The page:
Daily Mail: Although a flame has been burning in New York State for potentially thousands of years, scientists have so far been unable to determine the source of the natural gas feeding the flame. Arndt Schimmelmann of Indiana University and colleagues recently studied the rocks beneath Chestnut Ridge County Park, long assumed to be the source. What they found was that the shale layer is not hot enough to cause the rock’s carbon molecules to break down. From the size of the flame, the researchers have determined that a gas “macroseep” must be emanating from deep shale source rocks, and that there may be similar macroseeps elsewhere in the world. “If that’s true, and [if] gas is naturally produced this way in other locations, we have much more shale-gas resources than we thought,” said Schimmelmann. The group’s paper was published in the May issue of Marine and Petroleum Geology.
Lawrence Berkeley National Laboratory: Thermoelectric devices convert heat into electricity, a useful trick in many fields, including power generation. However, such devices are typically expensive to make. A team of researchers at Lawrence Berkeley National Laboratory has created a composite of organic and inorganic thin films from nanocrystals and polymer material. The result is a thermoelectric material that is more efficient than its constituent parts and cheaper to make than traditional thermoelectrics.
The new material could affect not only thermoelectrics research but also polymer–nanocrystal composites that are being investigated for photovoltaics, batteries, and hydrogen storage.
Daily Mail: As humans age, the eye’s ability to distinguish colors diminishes. However, the effect goes almost unnoticed because of the brain’s ability to compensate for the loss. In a study published this week in the journal PLOS ONE, Sophie Wuerger of the University of Liverpool in the UK and colleagues looked at 185 people between the ages of 18 and 75, all of whom had normal color vision. They found that despite age-related yellowing of the lens of the eye, neural pathways in the brain are able to adjust so that people’s perceptions of color remain fairly constant over their lifetime.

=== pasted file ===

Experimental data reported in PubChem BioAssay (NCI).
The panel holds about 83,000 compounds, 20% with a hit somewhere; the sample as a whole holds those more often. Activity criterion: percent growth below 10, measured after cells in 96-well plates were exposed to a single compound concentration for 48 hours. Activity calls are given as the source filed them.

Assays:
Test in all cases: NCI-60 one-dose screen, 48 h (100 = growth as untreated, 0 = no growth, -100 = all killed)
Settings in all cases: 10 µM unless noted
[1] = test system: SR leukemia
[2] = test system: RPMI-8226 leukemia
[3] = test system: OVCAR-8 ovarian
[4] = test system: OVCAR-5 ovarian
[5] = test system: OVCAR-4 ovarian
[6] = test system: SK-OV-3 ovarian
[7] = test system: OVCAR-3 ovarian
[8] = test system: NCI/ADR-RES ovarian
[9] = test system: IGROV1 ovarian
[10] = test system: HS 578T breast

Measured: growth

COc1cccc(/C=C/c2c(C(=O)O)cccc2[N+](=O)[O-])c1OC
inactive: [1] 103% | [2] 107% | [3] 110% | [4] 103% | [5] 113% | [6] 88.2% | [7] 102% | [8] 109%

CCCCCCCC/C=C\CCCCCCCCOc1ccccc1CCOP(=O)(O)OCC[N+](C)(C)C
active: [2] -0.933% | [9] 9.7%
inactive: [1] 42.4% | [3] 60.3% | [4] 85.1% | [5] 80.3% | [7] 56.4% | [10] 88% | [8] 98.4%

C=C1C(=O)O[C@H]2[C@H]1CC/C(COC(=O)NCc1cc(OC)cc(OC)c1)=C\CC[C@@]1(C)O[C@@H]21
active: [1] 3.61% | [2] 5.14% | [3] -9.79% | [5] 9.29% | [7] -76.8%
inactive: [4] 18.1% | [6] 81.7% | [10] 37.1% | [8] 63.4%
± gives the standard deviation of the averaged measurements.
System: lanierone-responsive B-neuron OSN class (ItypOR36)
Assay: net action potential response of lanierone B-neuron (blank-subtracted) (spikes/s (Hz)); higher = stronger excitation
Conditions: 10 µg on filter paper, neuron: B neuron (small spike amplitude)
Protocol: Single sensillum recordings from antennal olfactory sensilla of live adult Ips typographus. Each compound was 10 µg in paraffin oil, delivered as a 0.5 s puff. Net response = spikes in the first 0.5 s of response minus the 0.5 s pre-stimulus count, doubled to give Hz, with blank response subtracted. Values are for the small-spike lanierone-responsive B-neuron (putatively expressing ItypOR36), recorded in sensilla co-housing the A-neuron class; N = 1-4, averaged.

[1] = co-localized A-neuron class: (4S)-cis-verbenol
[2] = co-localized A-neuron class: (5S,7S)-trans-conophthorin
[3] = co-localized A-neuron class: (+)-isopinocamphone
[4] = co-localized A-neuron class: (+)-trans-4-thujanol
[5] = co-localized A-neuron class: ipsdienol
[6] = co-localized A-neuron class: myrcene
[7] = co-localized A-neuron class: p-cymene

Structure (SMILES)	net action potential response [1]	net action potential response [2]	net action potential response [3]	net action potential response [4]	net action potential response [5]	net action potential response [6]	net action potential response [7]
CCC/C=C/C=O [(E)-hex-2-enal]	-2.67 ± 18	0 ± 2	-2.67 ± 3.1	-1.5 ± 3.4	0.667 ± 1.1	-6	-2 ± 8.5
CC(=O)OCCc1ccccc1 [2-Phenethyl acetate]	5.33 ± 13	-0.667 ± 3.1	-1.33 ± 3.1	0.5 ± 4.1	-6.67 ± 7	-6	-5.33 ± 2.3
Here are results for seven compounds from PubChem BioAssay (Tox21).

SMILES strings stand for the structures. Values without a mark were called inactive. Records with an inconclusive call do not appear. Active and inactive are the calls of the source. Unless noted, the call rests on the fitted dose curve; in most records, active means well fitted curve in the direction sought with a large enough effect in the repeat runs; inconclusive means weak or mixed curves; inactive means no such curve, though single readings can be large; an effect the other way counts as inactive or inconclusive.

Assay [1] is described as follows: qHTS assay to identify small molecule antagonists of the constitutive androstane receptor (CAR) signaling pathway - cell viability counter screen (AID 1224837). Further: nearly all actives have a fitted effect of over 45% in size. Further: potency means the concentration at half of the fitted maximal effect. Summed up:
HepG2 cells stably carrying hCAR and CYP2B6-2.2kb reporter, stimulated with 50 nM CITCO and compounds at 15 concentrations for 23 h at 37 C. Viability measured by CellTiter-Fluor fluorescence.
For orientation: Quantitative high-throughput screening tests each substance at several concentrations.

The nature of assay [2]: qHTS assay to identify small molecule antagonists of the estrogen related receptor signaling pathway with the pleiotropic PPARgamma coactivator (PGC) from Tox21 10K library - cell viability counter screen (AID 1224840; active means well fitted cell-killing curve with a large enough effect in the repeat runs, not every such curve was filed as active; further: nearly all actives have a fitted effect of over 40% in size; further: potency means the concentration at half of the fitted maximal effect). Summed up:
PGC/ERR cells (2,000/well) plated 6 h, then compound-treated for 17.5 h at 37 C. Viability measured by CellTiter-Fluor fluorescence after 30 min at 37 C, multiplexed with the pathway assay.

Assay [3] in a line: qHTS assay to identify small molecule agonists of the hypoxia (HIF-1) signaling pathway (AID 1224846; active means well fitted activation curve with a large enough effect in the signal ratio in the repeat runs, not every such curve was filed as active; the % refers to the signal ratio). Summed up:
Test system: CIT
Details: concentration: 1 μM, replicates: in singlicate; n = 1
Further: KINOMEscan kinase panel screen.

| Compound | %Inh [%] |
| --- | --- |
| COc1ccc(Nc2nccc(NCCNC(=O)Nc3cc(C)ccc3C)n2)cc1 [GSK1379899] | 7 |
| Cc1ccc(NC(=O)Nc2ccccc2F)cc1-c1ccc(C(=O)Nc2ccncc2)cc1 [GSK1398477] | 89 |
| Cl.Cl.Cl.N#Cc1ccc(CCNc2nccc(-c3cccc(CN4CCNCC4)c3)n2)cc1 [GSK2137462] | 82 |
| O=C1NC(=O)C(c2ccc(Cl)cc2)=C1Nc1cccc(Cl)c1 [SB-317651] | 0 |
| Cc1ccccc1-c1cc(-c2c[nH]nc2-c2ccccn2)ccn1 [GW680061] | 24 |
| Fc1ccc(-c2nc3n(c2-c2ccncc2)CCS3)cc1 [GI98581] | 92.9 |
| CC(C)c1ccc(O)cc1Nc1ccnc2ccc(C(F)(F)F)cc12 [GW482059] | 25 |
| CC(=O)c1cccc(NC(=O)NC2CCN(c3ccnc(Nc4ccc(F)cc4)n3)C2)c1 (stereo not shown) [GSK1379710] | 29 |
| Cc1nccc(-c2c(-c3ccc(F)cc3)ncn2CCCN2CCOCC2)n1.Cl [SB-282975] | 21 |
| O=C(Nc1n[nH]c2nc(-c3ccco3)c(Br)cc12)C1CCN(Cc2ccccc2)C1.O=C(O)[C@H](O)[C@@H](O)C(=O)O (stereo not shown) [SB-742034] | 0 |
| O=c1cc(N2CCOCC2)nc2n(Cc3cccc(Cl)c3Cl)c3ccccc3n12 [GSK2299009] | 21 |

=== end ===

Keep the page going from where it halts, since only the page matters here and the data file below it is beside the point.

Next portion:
Washington Post: At this week’s Humans to Mars Summit being held in Washington, DC, NASA officials and others are discussing the technical, scientific, and policy-related challenges involved in landing astronauts on the surface of Mars. William Gerstenmaier, John Grunsfeld, and Michael Gazarik, the NASA associate administrators for human exploration, science, and space technology, respectively, were cautiously optimistic about such a mission. There are a number of technological challenges, among them the difficulty of landing a craft on Mars’s surface because of the planet’s extremely thin atmosphere. Although NASA succeeded in landing the Curiosity rover last year, the payload was relatively small. A spaceship with astronauts would probably require a payload about 40 times heavier, according to Gazarik. Another major issue is funding, which could run into the hundreds of billions of dollars. Besides NASA, a number of private entrepreneurs are also working to send humans to Mars and may help drive the technology.
New Scientist: Although quantum cryptography has been touted as a method of secure communication, it may be susceptible to eavesdropping, according to a paper published in Physical Review Letters. Quantum cryptographic techniques rely on a fundamental principle of quantum mechanics—namely, that the act of measuring quantum data disturbs the data. Therefore, any attempt by a hacker to intercept a message compromises the transmittal. However, even the best systems will always have some margin of error. Now a quantum cloner has been developed that can create copies of a quantum-encrypted message’s photons that, although not perfect, are good enough to keep the transmission error rate relatively low. Only by closely monitoring the rate of error can the counterfeits be detected.